Queensland State Election 2012: Callide
Margin: Liberal National 19.4%
Region: Central Queensland
Federal: Flynn/Wide Bay/Maranoa
Click here for Electoral Commission of Queensland map
Electorate analysis: Callide covers rural areas inland of Bundaberg and Rockhampton, its main population centres being Gayndah, Mundubbera, Eidsvold, Monto and Biloela on Burnett Highway, and Taroom and Theodore on Leichhardt Highway. It has been in National/Country Party hands since its creation in 1950, barring the period from 1981 to 1986 when Lindsay Hartwig held it as an independent after being expelled by the party. The One Nation earthquake combined with the retirement of sitting member Di McCauley cut the party’s vote from 74.4 per cent to 37.7 per cent in 1998, and new member Jeff Seeney again needed Labor preferences to secure a narrow win over One Nation in 2001. Normality was restored in 2004, when Seeney polled 60.4 per cent and One Nation finished third behind Labor.
Seeney rose to his first shadow ministerial position in the wake of the 2001 election wipeout, and promptly developed a reputation as a combative performer after frequent ejections from parliament. He rose to the party leadership when Springborg stepped aside after the 2006 election, emerging uncontested after Maroochydore MP Fiona Simpson and Cunningham MP Stuart Copeland recognised they wouldn’t have the numbers. Seeney’s tenure in the position was marked by disputes with the Liberals and poor poll ratings, and a view developed after the 2007 federal election that Springborg should be re-enlisted to put the party on a better footing for the looming merger negotiations. Springborg reportedly won a leadership challenge in Janury 2008 by 10 votes to six, and Seeney assumed the position of Shadow Mines and Energy Minister.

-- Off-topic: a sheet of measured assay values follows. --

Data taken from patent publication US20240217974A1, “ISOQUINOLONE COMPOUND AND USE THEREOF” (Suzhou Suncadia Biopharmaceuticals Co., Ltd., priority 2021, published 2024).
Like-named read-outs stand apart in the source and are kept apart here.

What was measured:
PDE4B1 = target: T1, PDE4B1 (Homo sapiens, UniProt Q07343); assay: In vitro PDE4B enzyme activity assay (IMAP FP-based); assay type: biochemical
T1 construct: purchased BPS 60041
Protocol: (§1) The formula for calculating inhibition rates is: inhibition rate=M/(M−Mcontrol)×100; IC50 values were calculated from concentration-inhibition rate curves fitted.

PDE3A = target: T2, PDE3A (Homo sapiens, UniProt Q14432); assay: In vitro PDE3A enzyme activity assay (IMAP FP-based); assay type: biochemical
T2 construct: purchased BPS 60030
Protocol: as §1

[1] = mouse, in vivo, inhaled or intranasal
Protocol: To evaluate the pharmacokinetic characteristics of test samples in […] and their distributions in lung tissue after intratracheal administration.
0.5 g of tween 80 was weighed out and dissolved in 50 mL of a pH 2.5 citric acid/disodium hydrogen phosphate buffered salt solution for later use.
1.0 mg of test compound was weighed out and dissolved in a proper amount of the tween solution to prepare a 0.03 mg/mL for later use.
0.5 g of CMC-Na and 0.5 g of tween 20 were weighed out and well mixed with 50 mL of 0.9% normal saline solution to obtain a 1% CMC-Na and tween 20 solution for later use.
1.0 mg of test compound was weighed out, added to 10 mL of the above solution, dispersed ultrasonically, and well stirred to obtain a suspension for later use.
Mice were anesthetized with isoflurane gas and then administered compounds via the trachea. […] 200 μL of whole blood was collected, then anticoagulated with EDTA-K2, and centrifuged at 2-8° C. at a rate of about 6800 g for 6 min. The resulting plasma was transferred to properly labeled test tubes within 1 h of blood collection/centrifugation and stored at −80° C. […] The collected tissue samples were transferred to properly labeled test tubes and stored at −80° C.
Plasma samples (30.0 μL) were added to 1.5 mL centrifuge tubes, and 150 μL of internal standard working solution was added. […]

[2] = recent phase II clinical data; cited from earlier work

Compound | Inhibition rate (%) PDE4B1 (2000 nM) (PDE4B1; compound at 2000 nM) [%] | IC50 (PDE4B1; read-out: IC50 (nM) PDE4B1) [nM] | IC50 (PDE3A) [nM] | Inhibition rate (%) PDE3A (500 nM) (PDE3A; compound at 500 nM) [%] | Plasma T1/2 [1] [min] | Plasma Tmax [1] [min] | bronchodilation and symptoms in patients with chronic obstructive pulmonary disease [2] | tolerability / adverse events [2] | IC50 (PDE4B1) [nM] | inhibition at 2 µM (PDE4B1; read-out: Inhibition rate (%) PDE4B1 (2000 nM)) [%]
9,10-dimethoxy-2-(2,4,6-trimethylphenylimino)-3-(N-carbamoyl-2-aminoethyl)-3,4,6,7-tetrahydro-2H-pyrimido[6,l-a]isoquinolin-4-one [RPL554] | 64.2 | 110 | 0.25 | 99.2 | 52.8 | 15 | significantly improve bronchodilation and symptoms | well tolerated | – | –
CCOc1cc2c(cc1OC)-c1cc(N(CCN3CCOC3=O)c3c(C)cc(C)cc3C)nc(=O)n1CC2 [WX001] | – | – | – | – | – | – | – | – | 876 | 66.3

Seeney unsuccessfully contested the deputy leadership when Springborg stood aside after the 2009 election defeat, but was granted the natural resources portfolio in addition to retaining mines and energy. In early 2011 he was one of the main instigators of the agreement in which Campbell Newman would lead the party from outside parliament and contest the seat of Ashgrove at the election, with Seeney taking on the interim role of leader within parliament. Langbroek recognised he did not have the support to resist the arrangement and stood aside, but it was seen as a sign of discontent in the party that Maroochydore MP Fiona Simpson nominated against Seeney for the parliamentary leader position and reportedly received 13 votes. Seeney also assumed the state development, infrastructure, planning and reconstruction portfolios in the ensuing reshuffle.
Analysis written by William Bowe. Please direct corrections or comments to pollbludger-AT-crikey.com.au. Read William’s blog, The Poll Bludger.